Loving Learning: Book Review

Loving Learning:
How Progressive Education Can Save America’s Schools


by Tom Little and Katherine Ellison

Tom Little, in collaboration with Katherine Ellison, has written a very nice book about Progressive Education. To start with, it is just easily readable. Not only is it readable but it is quite enjoyable as well. While authorship is given to Tom Little (co-founder of Park Day School) and Katherine Ellison (journalist), it is written in the first person from Tom’s perspective. At 200 pages of text (plus some useful appendices), it can be read leisurely in just few days.

Tom helped start and then direct a small independent progressive elementary school in Oakland California. At the end of his career he decided to tour the United States visiting other schools that identified as being progressive or that he thought met the definition of progressive. This book is the outcome of that tour. Sadly, Tom died of cancer shortly before the publication of this book.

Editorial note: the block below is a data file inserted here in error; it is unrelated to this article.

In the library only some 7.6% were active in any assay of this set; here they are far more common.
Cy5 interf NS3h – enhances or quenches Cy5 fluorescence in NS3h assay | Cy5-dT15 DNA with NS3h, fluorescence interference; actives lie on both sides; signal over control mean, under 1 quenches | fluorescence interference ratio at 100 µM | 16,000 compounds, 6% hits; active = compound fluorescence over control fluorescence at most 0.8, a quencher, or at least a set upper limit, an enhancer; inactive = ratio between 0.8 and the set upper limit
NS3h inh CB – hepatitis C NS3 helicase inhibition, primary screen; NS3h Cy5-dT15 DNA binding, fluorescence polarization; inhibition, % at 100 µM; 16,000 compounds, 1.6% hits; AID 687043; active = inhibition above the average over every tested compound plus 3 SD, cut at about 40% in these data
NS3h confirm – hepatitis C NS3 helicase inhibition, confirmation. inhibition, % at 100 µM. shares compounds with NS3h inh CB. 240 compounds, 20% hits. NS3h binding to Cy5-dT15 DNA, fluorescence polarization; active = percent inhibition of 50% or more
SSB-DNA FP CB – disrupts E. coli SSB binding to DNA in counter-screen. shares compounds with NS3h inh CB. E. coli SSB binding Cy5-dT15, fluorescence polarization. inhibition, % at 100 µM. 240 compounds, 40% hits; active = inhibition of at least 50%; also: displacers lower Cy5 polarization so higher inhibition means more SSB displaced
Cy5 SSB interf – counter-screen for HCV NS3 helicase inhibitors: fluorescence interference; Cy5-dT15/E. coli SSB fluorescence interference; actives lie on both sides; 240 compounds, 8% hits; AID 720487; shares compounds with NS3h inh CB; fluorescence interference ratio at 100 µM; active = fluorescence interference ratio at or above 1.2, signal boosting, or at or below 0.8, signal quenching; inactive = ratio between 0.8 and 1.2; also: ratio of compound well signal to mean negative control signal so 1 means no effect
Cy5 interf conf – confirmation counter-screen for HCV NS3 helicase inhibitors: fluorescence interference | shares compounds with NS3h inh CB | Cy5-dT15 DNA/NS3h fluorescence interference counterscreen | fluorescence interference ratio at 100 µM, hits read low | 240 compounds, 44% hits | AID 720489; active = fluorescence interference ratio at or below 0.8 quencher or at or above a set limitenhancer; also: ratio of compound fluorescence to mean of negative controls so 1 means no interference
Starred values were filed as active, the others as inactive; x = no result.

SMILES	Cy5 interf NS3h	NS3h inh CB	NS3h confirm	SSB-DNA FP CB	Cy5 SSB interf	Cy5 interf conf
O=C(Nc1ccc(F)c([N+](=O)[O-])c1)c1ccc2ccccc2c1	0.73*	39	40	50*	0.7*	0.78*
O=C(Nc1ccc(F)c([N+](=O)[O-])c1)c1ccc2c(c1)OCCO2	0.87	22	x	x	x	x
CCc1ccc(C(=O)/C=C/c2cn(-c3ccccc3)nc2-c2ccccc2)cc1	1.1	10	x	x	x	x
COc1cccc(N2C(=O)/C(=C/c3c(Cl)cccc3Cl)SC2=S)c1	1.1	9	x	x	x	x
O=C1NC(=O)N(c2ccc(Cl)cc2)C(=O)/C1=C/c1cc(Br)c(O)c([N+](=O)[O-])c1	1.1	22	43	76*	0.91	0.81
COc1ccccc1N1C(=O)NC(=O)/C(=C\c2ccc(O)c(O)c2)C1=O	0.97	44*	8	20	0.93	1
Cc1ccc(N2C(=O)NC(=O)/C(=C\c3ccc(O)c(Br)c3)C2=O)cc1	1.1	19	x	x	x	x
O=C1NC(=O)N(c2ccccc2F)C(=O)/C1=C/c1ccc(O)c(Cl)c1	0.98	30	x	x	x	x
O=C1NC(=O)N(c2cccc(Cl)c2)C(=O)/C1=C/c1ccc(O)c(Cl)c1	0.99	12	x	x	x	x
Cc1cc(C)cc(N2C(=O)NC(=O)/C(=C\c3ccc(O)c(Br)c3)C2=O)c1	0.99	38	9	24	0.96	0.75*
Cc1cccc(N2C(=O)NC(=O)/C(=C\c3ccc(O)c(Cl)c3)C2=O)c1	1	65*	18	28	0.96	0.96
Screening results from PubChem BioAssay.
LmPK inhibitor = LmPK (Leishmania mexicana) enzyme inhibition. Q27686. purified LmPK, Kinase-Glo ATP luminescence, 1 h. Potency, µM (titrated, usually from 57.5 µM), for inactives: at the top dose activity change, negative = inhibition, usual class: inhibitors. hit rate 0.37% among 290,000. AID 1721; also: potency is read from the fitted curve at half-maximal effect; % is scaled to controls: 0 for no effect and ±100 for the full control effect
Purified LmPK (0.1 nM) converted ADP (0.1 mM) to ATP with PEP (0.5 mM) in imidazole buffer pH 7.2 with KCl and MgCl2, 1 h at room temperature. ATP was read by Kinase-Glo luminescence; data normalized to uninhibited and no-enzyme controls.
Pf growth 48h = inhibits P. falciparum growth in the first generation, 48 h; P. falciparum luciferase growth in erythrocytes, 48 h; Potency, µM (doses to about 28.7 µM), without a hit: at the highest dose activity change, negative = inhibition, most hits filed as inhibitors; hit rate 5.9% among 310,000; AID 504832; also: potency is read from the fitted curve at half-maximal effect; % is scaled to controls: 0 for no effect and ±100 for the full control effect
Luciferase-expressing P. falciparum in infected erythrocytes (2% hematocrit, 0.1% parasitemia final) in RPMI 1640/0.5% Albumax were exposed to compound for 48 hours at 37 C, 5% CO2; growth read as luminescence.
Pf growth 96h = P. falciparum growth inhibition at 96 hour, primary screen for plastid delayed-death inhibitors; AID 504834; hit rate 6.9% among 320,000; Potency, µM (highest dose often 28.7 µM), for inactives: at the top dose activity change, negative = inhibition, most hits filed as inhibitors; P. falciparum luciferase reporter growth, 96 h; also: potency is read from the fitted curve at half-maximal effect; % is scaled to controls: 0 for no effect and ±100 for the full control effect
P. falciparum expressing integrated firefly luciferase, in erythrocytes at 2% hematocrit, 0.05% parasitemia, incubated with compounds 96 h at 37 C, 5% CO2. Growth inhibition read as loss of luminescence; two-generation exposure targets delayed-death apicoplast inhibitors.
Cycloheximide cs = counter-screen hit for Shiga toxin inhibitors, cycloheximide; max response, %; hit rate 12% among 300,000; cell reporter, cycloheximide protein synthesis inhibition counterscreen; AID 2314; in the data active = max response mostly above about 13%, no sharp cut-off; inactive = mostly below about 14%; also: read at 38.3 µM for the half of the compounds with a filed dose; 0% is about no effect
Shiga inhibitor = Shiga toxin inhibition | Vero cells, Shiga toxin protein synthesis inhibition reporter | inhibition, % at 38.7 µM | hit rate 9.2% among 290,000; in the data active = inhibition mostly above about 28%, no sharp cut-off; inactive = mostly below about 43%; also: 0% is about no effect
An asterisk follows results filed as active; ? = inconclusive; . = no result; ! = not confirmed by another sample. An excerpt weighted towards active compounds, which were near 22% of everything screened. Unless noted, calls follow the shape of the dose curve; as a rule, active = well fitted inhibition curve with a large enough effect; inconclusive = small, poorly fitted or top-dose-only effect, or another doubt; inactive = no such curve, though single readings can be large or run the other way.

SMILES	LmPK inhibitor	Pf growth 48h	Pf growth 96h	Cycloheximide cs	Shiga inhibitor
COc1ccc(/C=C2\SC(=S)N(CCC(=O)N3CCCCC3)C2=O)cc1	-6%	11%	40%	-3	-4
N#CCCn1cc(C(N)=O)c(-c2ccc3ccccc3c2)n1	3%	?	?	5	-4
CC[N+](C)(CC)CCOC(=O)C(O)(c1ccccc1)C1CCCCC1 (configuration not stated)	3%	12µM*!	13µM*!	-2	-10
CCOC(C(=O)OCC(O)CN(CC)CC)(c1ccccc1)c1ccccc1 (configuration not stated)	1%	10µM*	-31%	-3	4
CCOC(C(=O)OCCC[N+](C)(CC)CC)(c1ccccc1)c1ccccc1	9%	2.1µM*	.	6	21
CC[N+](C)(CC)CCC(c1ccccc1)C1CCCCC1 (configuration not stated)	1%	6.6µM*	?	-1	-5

The book starts out giving Tom’s history of becoming a teacher and founder of Park Day School. He weaves into this a brief history of progressive education since the late 1800s of John Dewey and Francis Parker. In giving us this history, he also gives us a definition of progressive education.

In an early chapter he give us six core strategies which he distills as “passed down form Dewey, Parker, and the other pioneers, and still in robust practice at progressive schools today” (p.52). In sum these are: Emotions as well as intellect; Student interest as a guide; ban of standardized testing and ranking; real-world endeavors; integration of curriculum and disciplines; and active civil participation for social justice. He illustrates these ideas through the rest of book.